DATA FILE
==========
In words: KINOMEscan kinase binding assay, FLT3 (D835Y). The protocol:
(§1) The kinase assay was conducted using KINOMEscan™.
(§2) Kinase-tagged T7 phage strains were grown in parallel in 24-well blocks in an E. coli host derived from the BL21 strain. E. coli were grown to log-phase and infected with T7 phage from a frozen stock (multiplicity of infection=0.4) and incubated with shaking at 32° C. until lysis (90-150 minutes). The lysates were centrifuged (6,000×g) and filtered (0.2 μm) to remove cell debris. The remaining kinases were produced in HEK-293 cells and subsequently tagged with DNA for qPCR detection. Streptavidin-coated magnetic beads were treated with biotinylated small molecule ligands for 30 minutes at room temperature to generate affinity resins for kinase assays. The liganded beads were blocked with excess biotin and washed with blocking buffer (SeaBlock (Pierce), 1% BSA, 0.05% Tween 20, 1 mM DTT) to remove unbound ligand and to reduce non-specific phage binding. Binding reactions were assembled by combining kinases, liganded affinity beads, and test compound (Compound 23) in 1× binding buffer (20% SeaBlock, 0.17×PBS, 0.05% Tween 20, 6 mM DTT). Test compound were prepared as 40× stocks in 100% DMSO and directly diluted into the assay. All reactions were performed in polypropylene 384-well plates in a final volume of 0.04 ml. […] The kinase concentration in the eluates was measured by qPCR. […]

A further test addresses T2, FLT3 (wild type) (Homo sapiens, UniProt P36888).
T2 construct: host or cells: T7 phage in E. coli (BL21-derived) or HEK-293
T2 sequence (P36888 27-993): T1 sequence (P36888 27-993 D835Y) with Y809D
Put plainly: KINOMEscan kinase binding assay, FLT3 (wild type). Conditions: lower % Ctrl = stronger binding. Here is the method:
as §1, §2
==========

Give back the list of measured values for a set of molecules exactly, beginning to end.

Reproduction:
In words: KINOMEscan kinase binding assay, FLT3 (D835Y). The protocol:
(§1) The kinase assay was conducted using KINOMEscan™.
(§2) Kinase-tagged T7 phage strains were grown in parallel in 24-well blocks in an E. coli host derived from the BL21 strain. E. coli were grown to log-phase and infected with T7 phage from a frozen stock (multiplicity of infection=0.4) and incubated with shaking at 32° C. until lysis (90-150 minutes). The lysates were centrifuged (6,000×g) and filtered (0.2 μm) to remove cell debris. The remaining kinases were produced in HEK-293 cells and subsequently tagged with DNA for qPCR detection. Streptavidin-coated magnetic beads were treated with biotinylated small molecule ligands for 30 minutes at room temperature to generate affinity resins for kinase assays. The liganded beads were blocked with excess biotin and washed with blocking buffer (SeaBlock (Pierce), 1% BSA, 0.05% Tween 20, 1 mM DTT) to remove unbound ligand and to reduce non-specific phage binding. Binding reactions were assembled by combining kinases, liganded affinity beads, and test compound (Compound 23) in 1× binding buffer (20% SeaBlock, 0.17×PBS, 0.05% Tween 20, 6 mM DTT). Test compound were prepared as 40× stocks in 100% DMSO and directly diluted into the assay. All reactions were performed in polypropylene 384-well plates in a final volume of 0.04 ml. […] The kinase concentration in the eluates was measured by qPCR. […]

A further test addresses T2, FLT3 (wild type) (Homo sapiens, UniProt P36888).
T2 construct: host or cells: T7 phage in E. coli (BL21-derived) or HEK-293
T2 sequence (P36888 27-993): T1 sequence (P36888 27-993 D835Y) with Y809D
Put plainly: KINOMEscan kinase binding assay, FLT3 (wild type). Conditions: lower % Ctrl = stronger binding. Here is the method:
as §1, §2